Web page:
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Gallo Pinto Wraps

Photograph by Morena Escardo

I may be Peruvian, but nothing says comfort food to me louder than gallo pinto, the Nicaraguan version of rice and beans. Being the daughter of a Nicaraguan, I ate gallo pinto many times a week at home throughout my childhood, and if that wasn't enough, I brought the leftovers with me to school in my lunchbox. There was — and is — no getting bored of this simple dish.

Even though my country has one of the most incredible and varied cuisines in the worlds, including its own version of rice and beans (called tacu tacu), whenever I visit my parents in Lima what I want to eat is gallo pinto.

Since I enjoy eating gallo pinto both hot from the pan, or cold straight out of the fridge, I thought making some gallo pinto wraps to bring along to my next picnic in the park would be a grand idea. And where gallo pinto goes, fried plantains and avocado go too. This recipe is the result.

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Nicaraguans use white rice and regular vegetable oil to make gallo pinto. In fact, they typically use more oil than I do, fry the onions in it, then remove the onions and cook the rice and beans in that oil. The point of doing this is to give the gallo pinto and appetizing onion taste, but without the onion pieces so that you're left with only rice and beans on your plate. I love this and when my mom or grandma make it for me, I happily eat it. However, when I prepare it myself, I feel the need to make it healthier, like I do with every other dish I cook. For this reason, I use coconut oil in smaller amounts and leave the onions in. I also use brown rice instead of white, although Nicaraguans never do this.

Feel free to use regular tortilla wraps instead of greens if that's easier or more appealing to your kids.

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This recipe is vegan-friendly and dairy-free as written, but you can add crumbled cheese on top if you like (feta is a good option). You can also pour some sour cream in your wrap as you eat it. It will be messy but completely worth the extra napkins. Want to give it a Peruvian twist? Add some salsa criolla to the filling instead of the cheese.

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RECIPE: Leftover Gallo Pinto Wraps

Yields 8 wraps

Prep time: 25 minutes
Cook time: 35 minutes
Total time: 55 minutes


For the gallo pinto:

  • 2 tablespoons coconut oil
  • 1/2 white onion, chopped
  • 2 cups cooked black beans (they can be canned)
  • 2 cups cold leftover brown rice (or white rice)
  • Sea salt, to taste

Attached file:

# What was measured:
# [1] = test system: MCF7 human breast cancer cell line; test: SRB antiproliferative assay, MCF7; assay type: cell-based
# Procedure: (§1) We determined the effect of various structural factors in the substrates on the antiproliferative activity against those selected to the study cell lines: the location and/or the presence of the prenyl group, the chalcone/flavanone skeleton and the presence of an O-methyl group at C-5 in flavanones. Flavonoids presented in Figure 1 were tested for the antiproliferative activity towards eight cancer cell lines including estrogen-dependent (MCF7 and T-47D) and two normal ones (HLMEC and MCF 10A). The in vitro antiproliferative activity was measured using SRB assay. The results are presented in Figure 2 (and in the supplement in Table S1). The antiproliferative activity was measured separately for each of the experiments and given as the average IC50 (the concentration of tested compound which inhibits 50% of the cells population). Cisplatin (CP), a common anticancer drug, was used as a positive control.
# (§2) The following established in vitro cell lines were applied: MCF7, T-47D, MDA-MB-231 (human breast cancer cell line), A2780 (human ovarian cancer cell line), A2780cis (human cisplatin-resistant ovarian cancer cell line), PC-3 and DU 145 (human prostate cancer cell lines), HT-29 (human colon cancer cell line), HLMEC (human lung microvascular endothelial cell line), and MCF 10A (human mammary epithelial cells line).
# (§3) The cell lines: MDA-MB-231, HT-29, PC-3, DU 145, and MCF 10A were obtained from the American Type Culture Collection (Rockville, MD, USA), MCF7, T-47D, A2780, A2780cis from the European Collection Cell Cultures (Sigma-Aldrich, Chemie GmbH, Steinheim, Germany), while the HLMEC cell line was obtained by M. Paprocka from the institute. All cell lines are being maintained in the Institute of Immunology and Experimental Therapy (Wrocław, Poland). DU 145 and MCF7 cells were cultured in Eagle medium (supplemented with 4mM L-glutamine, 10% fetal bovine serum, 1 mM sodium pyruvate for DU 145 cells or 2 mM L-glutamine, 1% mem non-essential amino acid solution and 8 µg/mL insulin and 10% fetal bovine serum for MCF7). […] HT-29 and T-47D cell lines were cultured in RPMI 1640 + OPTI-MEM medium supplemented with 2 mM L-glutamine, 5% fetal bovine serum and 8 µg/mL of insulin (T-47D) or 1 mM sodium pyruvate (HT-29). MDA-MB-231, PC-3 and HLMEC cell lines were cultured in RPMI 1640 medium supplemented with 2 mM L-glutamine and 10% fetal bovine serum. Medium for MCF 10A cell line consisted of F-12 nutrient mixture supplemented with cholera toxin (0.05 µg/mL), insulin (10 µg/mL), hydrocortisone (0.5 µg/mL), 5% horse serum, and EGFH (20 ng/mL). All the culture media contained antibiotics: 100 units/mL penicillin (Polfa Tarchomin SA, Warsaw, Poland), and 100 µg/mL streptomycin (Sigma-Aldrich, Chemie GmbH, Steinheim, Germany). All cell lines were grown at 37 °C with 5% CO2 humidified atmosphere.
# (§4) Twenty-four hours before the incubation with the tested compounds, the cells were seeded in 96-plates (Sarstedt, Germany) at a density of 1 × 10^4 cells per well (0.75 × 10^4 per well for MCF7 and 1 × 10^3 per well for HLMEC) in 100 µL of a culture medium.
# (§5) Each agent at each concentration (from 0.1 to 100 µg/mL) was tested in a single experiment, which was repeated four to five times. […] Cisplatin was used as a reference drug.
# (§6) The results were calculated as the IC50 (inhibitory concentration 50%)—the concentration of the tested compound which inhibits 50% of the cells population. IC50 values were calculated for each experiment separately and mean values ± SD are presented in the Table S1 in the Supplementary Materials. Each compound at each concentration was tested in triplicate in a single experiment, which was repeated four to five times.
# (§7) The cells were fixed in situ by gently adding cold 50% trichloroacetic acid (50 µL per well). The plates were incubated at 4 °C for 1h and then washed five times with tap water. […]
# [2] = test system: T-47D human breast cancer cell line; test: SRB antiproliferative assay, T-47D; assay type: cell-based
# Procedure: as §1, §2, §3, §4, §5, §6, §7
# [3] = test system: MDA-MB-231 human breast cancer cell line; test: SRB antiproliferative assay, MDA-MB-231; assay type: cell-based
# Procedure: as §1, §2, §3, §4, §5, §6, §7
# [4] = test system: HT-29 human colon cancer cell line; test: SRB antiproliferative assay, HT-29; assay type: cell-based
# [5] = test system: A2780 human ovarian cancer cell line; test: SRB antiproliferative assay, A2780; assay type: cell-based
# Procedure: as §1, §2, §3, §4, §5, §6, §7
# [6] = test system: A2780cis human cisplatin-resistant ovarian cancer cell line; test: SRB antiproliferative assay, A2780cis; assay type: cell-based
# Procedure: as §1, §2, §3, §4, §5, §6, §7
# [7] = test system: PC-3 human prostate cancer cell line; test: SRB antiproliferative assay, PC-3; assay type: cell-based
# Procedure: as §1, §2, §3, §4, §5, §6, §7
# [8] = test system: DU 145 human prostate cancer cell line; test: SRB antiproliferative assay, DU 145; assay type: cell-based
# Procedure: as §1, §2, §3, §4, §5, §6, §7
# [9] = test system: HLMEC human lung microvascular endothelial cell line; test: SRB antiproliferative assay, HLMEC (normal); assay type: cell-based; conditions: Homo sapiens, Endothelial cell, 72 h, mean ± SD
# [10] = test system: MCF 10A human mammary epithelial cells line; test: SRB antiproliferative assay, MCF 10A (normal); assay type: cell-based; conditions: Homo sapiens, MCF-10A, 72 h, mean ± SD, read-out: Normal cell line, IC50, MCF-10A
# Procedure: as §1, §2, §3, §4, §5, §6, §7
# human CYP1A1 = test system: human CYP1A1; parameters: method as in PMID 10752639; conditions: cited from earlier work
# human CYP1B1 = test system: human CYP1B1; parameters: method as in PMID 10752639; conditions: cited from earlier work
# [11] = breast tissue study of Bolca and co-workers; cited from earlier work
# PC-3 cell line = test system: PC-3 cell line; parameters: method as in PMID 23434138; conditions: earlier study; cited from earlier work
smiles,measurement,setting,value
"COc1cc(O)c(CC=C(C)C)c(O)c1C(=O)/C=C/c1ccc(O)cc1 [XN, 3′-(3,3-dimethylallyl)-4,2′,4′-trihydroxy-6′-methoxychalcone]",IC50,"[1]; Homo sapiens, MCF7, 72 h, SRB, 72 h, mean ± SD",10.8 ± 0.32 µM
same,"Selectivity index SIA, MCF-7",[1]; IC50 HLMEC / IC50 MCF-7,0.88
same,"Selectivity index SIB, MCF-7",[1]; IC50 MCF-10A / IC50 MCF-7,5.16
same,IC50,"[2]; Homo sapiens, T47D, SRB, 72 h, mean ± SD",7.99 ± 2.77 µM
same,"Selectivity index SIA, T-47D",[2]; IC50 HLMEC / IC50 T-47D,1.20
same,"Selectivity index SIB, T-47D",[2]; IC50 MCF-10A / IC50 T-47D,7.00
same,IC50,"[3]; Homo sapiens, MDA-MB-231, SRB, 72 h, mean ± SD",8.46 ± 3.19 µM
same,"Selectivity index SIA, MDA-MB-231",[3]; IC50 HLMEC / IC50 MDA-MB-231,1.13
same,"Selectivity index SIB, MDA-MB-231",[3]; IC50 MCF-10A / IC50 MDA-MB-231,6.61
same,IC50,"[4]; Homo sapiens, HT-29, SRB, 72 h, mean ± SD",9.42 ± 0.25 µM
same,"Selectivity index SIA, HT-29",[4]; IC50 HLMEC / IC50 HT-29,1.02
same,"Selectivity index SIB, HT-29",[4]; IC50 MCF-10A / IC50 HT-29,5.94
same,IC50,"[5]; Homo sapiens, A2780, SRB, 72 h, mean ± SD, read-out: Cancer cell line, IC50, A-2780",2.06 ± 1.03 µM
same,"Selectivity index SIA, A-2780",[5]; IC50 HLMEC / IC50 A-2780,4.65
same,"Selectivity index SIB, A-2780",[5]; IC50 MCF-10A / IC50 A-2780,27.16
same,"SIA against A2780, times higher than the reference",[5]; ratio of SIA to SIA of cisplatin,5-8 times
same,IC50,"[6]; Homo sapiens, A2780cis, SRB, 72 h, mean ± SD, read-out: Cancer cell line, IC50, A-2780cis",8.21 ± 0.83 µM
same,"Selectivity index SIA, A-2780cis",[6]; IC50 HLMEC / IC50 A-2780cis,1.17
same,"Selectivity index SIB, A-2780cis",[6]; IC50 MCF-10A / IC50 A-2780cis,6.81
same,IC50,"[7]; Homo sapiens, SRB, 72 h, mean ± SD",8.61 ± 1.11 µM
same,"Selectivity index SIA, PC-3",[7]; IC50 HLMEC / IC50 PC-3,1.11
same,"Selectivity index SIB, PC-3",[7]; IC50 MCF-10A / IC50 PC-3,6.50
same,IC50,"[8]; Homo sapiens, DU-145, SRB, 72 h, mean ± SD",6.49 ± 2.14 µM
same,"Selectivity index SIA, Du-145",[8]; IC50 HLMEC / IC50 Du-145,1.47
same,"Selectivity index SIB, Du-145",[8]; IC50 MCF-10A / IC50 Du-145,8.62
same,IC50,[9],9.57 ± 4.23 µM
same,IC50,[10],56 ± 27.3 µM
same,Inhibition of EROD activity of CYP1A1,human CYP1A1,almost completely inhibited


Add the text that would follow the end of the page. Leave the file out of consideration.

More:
For the wraps:

  • 2 ripe plantains (they should be pretty black on the outside)
  • 4 tablespoons coconut oil
  • 2 medium sized ripe avocados
  • 6-8 large collard greens leaves, or any other large leafy green of your choice
  • 4 cups gallo pinto
  • Sea salt, to taste


For the gallo pinto:

  1. Heat 2 tablespoons oil in a large skillet over medium-low heat. Sauté the onion, stirring, until translucent (about 5 minutes).
  2. Add the beans and rice to the skillet, season with salt, and cook over medium heat for 10 minutes, stirring.
  3. Put the lid on and cook for 10 more minutes over low heat. Check the salt, and add more if needed. Let it cool completely.

For the wraps:

  1. Peel the plantains, cut them in 4 portions, and cut each portion lengthwise in three slices.
  2. Heat the oil in a large skillet over medium heat, place half of the plantain slices side by side (unless you have a very large skillet where you can fit them all), and cook for a couple minutes. Turn each slice around and cook for 1 or 2 more minutes, or until golden brown on both sides.
  3. Transfer the fried plantain slices to a plate, and cook the rest. Set aside to let them cool.
  4. Cut the avocados in half, remove the seeds, peel them, and cut in slices.
  5. Wash the collard greens leaves and dry them with paper towels. Remove the bottom part of the thick stem.
  6. Place one collard leaf on a large square of parchment paper (about 12 x 12 inches). Put 1/2 cup cold gallo pinto in the middle of the leaf, in the shape of a thin rectangle. Make sure you leave about one inch at the top, and two inches at the bottom without the filling.
  7. Place a few slices of fried plantain and a few slices of avocado on top. Season with salt.
  8. Fold the bottom part of the collard leaf over the filling. Then fold one side towards the inside, and keep rolling and wrapping the filling tightly, but carefully, so that the leaf doesn't break. Repeat the same folding and wrapping technique with the parchment paper, to cover the collard wrap completely holding it firmly. Close the parchment paper at the top end by twisting the remaining parchment paper tightly.
  9. Repeat with the rest of the collard greens or other greens and filling.

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Photograph by Morena Escardo

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